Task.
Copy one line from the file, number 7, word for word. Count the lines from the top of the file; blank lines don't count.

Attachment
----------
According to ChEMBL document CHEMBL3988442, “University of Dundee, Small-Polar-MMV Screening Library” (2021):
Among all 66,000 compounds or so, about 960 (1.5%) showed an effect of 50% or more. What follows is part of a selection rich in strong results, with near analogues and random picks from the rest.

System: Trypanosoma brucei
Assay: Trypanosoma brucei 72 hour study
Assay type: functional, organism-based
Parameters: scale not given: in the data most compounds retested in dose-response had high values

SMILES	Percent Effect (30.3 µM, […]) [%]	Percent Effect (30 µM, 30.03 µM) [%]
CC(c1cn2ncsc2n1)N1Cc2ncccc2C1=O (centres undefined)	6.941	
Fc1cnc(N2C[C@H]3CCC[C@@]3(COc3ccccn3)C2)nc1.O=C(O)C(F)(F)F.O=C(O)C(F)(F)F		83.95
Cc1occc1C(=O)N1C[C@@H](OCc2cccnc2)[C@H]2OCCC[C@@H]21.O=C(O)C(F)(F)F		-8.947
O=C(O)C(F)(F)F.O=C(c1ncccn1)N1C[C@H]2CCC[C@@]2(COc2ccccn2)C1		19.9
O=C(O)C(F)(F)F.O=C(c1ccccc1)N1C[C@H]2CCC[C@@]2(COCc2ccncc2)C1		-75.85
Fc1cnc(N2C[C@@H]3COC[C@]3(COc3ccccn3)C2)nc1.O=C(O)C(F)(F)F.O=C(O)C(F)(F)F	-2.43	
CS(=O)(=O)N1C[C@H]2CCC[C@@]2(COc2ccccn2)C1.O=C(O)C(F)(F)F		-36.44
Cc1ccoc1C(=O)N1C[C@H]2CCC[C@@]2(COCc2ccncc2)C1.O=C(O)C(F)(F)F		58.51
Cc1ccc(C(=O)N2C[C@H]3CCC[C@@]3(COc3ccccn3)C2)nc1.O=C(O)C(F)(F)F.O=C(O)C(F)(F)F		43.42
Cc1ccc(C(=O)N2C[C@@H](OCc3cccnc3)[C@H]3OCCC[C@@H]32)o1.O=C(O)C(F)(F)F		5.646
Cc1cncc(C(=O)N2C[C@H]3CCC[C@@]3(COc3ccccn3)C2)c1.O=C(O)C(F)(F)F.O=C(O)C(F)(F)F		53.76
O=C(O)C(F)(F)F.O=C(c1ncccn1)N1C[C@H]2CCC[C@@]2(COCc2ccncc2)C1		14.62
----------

SMILES	Percent Effect (30.3 µM, […]) [%]	Percent Effect (30 µM, 30.03 µM) [%]